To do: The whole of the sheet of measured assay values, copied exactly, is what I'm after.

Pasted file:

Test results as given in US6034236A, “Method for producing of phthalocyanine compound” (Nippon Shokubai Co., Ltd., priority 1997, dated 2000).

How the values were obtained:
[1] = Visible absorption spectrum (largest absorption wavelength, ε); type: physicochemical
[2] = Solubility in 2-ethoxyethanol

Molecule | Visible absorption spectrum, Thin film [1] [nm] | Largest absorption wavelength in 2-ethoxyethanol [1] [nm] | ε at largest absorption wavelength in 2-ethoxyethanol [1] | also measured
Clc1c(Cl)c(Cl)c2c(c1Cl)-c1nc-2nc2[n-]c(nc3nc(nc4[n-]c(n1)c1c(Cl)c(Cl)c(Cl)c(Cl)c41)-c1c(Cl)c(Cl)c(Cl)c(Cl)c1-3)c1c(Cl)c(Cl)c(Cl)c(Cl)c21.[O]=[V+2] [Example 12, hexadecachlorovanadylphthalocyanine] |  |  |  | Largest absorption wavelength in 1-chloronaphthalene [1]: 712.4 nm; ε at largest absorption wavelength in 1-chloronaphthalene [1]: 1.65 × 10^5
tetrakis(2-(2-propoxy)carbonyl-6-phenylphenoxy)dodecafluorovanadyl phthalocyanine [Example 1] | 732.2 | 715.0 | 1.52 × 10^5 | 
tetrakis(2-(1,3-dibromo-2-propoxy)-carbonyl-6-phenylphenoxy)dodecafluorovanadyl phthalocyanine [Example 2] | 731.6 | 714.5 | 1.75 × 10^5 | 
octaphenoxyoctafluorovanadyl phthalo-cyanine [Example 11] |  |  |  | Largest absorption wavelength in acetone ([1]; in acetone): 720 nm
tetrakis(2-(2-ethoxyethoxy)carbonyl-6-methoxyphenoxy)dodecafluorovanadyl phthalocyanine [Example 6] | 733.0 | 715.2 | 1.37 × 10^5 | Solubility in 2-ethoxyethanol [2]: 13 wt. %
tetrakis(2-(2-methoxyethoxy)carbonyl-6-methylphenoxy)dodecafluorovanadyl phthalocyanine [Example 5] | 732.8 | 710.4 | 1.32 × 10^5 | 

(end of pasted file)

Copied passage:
Test results as given in US6034236A, “Method for producing of phthalocyanine compound” (Nippon Shokubai Co., Ltd., priority 1997, dated 2000).

How the values were obtained:
[1] = Visible absorption spectrum (largest absorption wavelength, ε); type: physicochemical
[2] = Solubility in 2-ethoxyethanol

Molecule | Visible absorption spectrum, Thin film [1] [nm] | Largest absorption wavelength in 2-ethoxyethanol [1] [nm] | ε at largest absorption wavelength in 2-ethoxyethanol [1] | also measured
Clc1c(Cl)c(Cl)c2c(c1Cl)-c1nc-2nc2[n-]c(nc3nc(nc4[n-]c(n1)c1c(Cl)c(Cl)c(Cl)c(Cl)c41)-c1c(Cl)c(Cl)c(Cl)c(Cl)c1-3)c1c(Cl)c(Cl)c(Cl)c(Cl)c21.[O]=[V+2] [Example 12, hexadecachlorovanadylphthalocyanine] |  |  |  | Largest absorption wavelength in 1-chloronaphthalene [1]: 712.4 nm; ε at largest absorption wavelength in 1-chloronaphthalene [1]: 1.65 × 10^5
tetrakis(2-(2-propoxy)carbonyl-6-phenylphenoxy)dodecafluorovanadyl phthalocyanine [Example 1] | 732.2 | 715.0 | 1.52 × 10^5 | 
tetrakis(2-(1,3-dibromo-2-propoxy)-carbonyl-6-phenylphenoxy)dodecafluorovanadyl phthalocyanine [Example 2] | 731.6 | 714.5 | 1.75 × 10^5 | 
octaphenoxyoctafluorovanadyl phthalo-cyanine [Example 11] |  |  |  | Largest absorption wavelength in acetone ([1]; in acetone): 720 nm
tetrakis(2-(2-ethoxyethoxy)carbonyl-6-methoxyphenoxy)dodecafluorovanadyl phthalocyanine [Example 6] | 733.0 | 715.2 | 1.37 × 10^5 | Solubility in 2-ethoxyethanol [2]: 13 wt. %
tetrakis(2-(2-methoxyethoxy)carbonyl-6-methylphenoxy)dodecafluorovanadyl phthalocyanine [Example 5] | 732.8 | 710.4 | 1.32 × 10^5 | 